Atari has been getting their feet wet in the Xtreme Sports realm for quite some time. Starting the Transworld line of games with Surf, they would release Splashdown and now, Transworld Snow. There are already three other snowboarding titles available on the Xbox and although only one of them is an exclusive, is there really room for another? While Transworld Snow is an above average title, it eventually fails because it brings little if anything new to the table.
The titles currently available tend to lean heavily towards varying ends of the genre. SSX Tricky is a pure arcade-lovers delight that features over the top action and tricks while Amped caters to the more hardcore fanbase. Dark Summit isn’t really an Xtreme sports title per se but it is a snowboarding game nonetheless, just a snowboarding title with adventure game elements. So where does Transworld fit into the scheme of things? It’s basically a nice fit between Tricky and Amped that leans a little more towards the Tricky side of things as opposed to the Amped side. So thus we have Transworld Snow, a snowboarding game that is slightly below average because it tries too hard to appeal to everyone and in the process, caters to no one.
From the start you’ll be able to carve up one track with one of ten riders. As your curiosity gets the best of you, you decide to scroll the track list all the way over and discover that quite a large number of tracks are waiting to be unlocked, 16 to be exact. So far this game is looking like a million bucks. You step into the first level and you’re greeted by a pretty well rendered mountainside. You’ll notice that the draw distance is quite far and the textures look quite nice. You decide to do a few tricks off the jumps and you realize that the tricking system is quite easy to grab a hold of. As you head down the mountain you’ll encounter a small village, complete with cars that move along the roads. As a vehicle is about to hit you, you ollie over it and notice that the sound of car pans through your 5.1 speakers as it passes you by. Your first run finally comes to an end as you launch yourself off a huge jump that leads up to the finishing line. You’re not finished yet though, you admire yourself in the replay that follows, giving yourself credit for a pretty decent first run through the game. Then you hit the next run and realize exactly why this game is so flawed.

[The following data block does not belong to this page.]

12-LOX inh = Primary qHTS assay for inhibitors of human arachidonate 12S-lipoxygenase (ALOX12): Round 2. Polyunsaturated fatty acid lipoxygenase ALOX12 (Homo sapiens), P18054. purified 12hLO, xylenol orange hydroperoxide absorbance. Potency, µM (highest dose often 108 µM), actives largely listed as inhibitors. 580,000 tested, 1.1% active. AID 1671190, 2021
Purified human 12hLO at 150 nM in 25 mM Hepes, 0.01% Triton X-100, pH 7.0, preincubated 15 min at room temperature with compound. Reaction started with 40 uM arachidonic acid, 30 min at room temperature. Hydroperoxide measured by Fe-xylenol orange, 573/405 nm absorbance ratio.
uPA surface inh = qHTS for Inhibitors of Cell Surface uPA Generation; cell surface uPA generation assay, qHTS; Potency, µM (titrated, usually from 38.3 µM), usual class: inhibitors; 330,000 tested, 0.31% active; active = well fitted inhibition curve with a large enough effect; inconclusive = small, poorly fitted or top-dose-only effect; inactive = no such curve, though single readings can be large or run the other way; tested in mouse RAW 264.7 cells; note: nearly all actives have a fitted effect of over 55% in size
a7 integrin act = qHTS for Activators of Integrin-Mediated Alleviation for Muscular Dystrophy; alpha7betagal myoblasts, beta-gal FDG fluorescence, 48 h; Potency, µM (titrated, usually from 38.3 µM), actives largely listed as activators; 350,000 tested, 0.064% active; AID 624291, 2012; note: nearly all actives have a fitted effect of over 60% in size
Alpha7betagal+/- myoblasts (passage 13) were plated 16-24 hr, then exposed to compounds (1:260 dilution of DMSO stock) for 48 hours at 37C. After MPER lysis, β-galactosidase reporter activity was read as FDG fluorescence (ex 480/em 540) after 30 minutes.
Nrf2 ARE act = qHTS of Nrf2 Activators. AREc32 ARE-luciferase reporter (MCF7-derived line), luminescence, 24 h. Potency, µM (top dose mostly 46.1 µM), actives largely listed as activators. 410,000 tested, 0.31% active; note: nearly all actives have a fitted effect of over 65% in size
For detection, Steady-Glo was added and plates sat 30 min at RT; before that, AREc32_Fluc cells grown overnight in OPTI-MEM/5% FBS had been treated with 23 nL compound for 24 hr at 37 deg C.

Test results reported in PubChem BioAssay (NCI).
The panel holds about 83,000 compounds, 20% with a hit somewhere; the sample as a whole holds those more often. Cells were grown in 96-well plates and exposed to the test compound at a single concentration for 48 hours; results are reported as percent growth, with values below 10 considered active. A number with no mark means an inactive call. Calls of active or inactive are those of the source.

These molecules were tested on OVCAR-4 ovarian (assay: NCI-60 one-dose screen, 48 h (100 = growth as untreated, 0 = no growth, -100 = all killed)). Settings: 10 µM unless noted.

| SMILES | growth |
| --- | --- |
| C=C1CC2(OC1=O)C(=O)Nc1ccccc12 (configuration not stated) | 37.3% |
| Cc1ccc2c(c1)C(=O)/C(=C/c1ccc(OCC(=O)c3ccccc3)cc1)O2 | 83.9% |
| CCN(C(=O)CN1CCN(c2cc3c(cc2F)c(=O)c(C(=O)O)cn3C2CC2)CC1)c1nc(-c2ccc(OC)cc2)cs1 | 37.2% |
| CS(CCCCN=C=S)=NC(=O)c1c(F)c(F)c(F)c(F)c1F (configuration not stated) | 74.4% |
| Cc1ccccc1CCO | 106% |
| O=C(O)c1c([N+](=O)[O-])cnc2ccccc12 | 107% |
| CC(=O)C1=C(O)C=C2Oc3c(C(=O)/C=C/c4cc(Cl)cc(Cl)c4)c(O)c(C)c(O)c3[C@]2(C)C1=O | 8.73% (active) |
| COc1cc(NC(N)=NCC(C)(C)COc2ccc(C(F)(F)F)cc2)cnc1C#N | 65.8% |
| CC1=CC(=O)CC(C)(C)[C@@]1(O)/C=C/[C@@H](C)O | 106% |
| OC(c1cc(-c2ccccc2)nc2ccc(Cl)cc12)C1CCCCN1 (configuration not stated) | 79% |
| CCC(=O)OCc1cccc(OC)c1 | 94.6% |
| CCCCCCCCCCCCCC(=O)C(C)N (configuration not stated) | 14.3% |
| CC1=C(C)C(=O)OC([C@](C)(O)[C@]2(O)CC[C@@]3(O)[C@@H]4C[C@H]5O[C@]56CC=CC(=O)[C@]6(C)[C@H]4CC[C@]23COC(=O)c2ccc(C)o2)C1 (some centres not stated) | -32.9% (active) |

As it is true with most games, the more you play it the more you learn to hate it. This holds true with Snow as well, while I initially loved the game I kept noticing more and more problems with the game that really stuck out like sore thumbs. While I initially loved the visuals, I began to noticed that their charm would wear off over time. Snow doesn’t quite look like snow and the texture work really seems incomplete, I began to notice artifacts and seams in the scenery where pieces of the maps came together. When I watched the replay I was able to notice quite a few problems, my rider would sink into the snow for no reason. I always thought that snowboards were supposed to ride on the surface of the snow, not somehow fall beneath it. Then I began to notice that the graphics are quite ugly when viewed up close, it’s kind of like being drunk and picking up that chick at the club and the seeing her for the first time the next morning. It may have looked good from far away but now that you’re up close and personal, you’ll notice her many many flaws.
I also began to notice flaws with the tricking system, while I loved it in the beginning I began to hate it by the 2nd or 3rd hours of game play. Jumping is handled with the A button while the left analog stick rotates the rider and the right analog stick performs grabs. Pressing the right stick in each of the different directions performs a different trick, suppressing the stick while pressing it in another direction performs another set of tricks. Already I’m not comfortable with the layout, I have to take my right thumb off of the jump button in order to perform tricks. Like SSX, performing tricks will fill up a meter that can be used to give you a small speed boost. This means that tricks aren’t really necessary to play the game, unless you the play the game to win that is.
The combo system isn’t exactly intuitive either, to string together a chain of tricks you’ll have to press the right and left trigger right after landing. Working as a sort of ‘revert’ feature on snow, you’ll be able to link together another combo to maximize your points. Well there’s a problem, instead of working like a revert to manual combo, you’ll continue to go normal speed, the only limiting factor is a timer that can easily be reset by doing a 180 degree flip on flat land. Because tricks are so simple to perform (most of the time you’ll be able to perform backflips without the aid of a ramp) combos can be strung along quite easily, resulting in massive point totals. I will give the designers their due though and state that the trick system is easy to use because it’s quite forgiving at times. You can actually hold a grab all the way until you land without falling down and messing up the whole trick. You’ll usually be able to land sideways from a huge jump and continue on your way without missing a beat.